Mean±SD time of follow-up was 13.6 months (range, 1 to 32 months). Twelve (12.2%) patients had further ischemic events (10 strokes and 2 TIAs) in the affected MCA region during follow-up (Table 2). Among these, 7 (58%) had recurred within 1 month (1 recurred within 1 week, the other 6 patients recurred in week 3 or 4 after discharge), 3 within 6 months, 1 within 6 to 12 months, and the remaining 1 recurred after 1 year. Six of these 12 patients (50%) were MES-positive. Nine patients died during follow-up. The causes of death were cerebral hemorrhage on the contralateral side (2 patients), nonvascular disease (eg, cancer or pneumonia in 4 patients), or unknown causes (3 patients). By Kaplan–Meier nonparametric survival analysis, a significant association was found between MES and further incidences of stroke (log rank, 5.96; P=0.01; Figure)
The presence of MES was predictive of a further ischemic event (unadjusted odds ratio, 3.94; 95% CI, 1.18 to 13.7; P=0.03). After controlling for age, sex, diabetes, hypertension, smoking, degree of stenosis, previous stroke, and therapeutic agents (anticoagulant or aspirin), the adjusted odds ratio became 8.45 (95% CI, 1.69 to 42.22; P=0.01) (Table 3).
Prevalence of MES
Evidence of artery-to-artery embolism generated from the stenotic MCA to the distal branches has been confirmed histologically.28 Thromboembolic occlusion in the distal artery has the same composition as the thrombi on the surface of atheromatous plaques of MCA, which contain a large amount of fibrin and platelets.29 For patients with MCA stenosis, only a few studies have documented the frequency and significance of MES detected by TCD. In 3 patients (21%) with mostly chronic MCA stenosis, MES were detected.19 In a pilot study, MES were infrequent findings (15%) in symptomatic acute stroke patients but not in asymptomatic patients with MCA stenosis.20 Another study also reported the absence of MES in chronic stroke patients with MCA stenosis.21 Droste et al reported that MES were mainly observed in patients with recent symptomatic intracranial atherosclerosis and severe stenosis only.30 The short delay between symptoms and TCD may explain the relatively high prevalence of MES in the present study.
Predictive Value of MES for Future Stroke
Previous studies had shown that the presence of MES was predictive of increased risk of future cerebral ischemia in patients with symptomatic or asymptomatic internal carotid artery stenosis, carotid endarterectomy, and patients with stroke or TIA of presumed arterial origin.15–18,31,32 Retrospective data reported by Babikian et al showed that further cerebral or retinal ischemic events occurred in the territory of MES-positive arteries than in the territory of MES-negative arteries.17 Molley et al demonstrated that asymptomatic embolization in patients with carotid artery stenosis correlates with known markers of increased stroke risk and is an independent predictor of future stroke risk in patients with both symptomatic and asymptomatic carotid stenosis.16 The results of our prospective follow-up study provide the first data to our knowledge that the presence of MES independently predicted future risk of cerebral ischemia in patients with MCA stenosis. These results suggest that stable atherosclerotic MCA stenoses (those without MES) remain silent, whereas unstable MCA stenoses (those with MES) cause further cerebral ischemia. Increased flow velocity, decreased residual lumen, and increased systemic risk factors associated with increased blood thrombogenicity or a systemic hypercoagulable state will increase the risk of thrombosis and subsequent embolization. A retrospective study reported a favorable risk/benefit ratio for warfarin compared with aspirin for the prevention of major vascular events with symptomatic intracranial large-artery stenosis.33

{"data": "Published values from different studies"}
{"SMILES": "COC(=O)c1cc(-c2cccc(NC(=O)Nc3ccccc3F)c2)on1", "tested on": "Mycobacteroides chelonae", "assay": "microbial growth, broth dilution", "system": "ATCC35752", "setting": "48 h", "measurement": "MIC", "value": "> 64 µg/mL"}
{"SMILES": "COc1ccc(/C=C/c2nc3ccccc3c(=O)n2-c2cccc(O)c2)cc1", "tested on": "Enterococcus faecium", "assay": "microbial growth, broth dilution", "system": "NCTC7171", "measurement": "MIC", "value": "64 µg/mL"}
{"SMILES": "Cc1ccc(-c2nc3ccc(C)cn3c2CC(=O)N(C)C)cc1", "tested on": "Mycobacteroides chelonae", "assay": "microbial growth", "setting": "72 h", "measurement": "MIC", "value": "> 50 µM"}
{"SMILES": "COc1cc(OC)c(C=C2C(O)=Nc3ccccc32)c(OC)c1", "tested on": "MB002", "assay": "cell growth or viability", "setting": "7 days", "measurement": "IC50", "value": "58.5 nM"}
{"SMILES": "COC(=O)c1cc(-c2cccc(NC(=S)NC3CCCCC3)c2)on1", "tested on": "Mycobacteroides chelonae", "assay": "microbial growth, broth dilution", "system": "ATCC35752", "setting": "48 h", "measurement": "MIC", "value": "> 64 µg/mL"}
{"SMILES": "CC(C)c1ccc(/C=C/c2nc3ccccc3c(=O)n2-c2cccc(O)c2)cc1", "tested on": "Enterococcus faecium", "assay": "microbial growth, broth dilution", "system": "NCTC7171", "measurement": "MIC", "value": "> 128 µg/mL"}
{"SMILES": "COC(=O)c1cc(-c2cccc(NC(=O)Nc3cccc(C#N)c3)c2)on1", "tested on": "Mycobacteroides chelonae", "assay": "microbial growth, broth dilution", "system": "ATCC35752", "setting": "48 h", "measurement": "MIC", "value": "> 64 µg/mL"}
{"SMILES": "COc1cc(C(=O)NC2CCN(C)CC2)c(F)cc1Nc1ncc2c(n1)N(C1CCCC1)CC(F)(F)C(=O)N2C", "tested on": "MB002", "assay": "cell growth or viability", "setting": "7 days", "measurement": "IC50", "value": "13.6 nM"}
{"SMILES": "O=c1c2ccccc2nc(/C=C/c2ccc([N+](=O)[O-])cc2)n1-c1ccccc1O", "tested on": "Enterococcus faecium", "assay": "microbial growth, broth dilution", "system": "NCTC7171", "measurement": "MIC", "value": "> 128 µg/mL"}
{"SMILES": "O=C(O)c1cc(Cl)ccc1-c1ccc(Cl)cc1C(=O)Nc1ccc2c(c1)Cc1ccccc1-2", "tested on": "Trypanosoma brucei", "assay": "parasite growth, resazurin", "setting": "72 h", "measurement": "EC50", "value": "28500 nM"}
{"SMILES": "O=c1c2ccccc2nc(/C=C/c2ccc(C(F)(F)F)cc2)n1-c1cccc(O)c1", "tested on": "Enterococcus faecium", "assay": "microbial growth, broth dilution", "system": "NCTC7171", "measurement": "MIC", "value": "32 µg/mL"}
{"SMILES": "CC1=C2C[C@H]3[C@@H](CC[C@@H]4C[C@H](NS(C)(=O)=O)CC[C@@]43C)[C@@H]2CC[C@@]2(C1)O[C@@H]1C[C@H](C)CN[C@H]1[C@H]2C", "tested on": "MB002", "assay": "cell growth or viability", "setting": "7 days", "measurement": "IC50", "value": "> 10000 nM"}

In summary, this study confirmed the clinical significance of MES in the acute stage and predicted further cerebral ischemia. Our data support further studies to explore the potential of MES detection as a means to monitor the effect of antithrombotic treatments in stroke patients.
Supported by the Hong Kong Research Grant Committee CUHK 4341/98M.
- Received January 9, 2003.
- Revision received June 3, 2004.
- Accepted August 3, 2004.